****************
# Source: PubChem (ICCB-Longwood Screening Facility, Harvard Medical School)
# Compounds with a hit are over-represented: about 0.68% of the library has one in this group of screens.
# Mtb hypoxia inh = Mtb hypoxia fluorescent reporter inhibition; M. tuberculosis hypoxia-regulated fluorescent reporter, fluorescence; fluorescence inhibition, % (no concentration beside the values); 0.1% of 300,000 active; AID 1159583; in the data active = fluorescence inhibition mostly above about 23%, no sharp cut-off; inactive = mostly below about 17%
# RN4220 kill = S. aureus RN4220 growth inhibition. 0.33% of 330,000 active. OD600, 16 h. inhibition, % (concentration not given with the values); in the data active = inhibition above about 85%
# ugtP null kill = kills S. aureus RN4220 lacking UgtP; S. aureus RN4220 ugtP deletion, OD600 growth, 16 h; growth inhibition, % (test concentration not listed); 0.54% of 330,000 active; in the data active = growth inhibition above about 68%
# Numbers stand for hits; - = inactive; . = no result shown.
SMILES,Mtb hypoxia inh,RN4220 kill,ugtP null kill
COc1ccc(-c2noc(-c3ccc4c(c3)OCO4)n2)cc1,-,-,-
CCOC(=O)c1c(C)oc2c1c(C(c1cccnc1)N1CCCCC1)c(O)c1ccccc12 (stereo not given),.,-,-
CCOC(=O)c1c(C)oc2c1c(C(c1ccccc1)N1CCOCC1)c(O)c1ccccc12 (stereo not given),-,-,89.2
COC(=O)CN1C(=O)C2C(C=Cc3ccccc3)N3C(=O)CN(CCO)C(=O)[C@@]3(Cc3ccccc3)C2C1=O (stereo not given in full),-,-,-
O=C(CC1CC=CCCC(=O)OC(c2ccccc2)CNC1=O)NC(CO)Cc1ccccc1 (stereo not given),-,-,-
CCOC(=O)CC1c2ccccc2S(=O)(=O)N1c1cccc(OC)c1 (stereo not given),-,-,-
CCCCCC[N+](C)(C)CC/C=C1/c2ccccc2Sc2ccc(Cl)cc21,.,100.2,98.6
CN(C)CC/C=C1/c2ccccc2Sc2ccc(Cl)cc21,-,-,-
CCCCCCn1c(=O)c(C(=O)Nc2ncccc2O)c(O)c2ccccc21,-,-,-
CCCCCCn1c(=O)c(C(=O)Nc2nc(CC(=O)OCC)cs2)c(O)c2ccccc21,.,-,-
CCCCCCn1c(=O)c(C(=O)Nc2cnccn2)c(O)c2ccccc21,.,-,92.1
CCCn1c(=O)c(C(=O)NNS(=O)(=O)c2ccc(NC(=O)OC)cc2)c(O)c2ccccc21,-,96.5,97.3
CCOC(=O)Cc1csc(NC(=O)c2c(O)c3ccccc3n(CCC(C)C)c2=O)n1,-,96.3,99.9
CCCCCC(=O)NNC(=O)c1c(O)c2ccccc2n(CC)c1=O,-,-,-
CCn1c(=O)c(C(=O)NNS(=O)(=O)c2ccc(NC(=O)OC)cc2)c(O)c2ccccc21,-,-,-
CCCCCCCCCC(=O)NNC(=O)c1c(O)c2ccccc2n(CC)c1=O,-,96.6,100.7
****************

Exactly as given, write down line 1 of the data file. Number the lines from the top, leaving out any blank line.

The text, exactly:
# Source: PubChem (ICCB-Longwood Screening Facility, Harvard Medical School)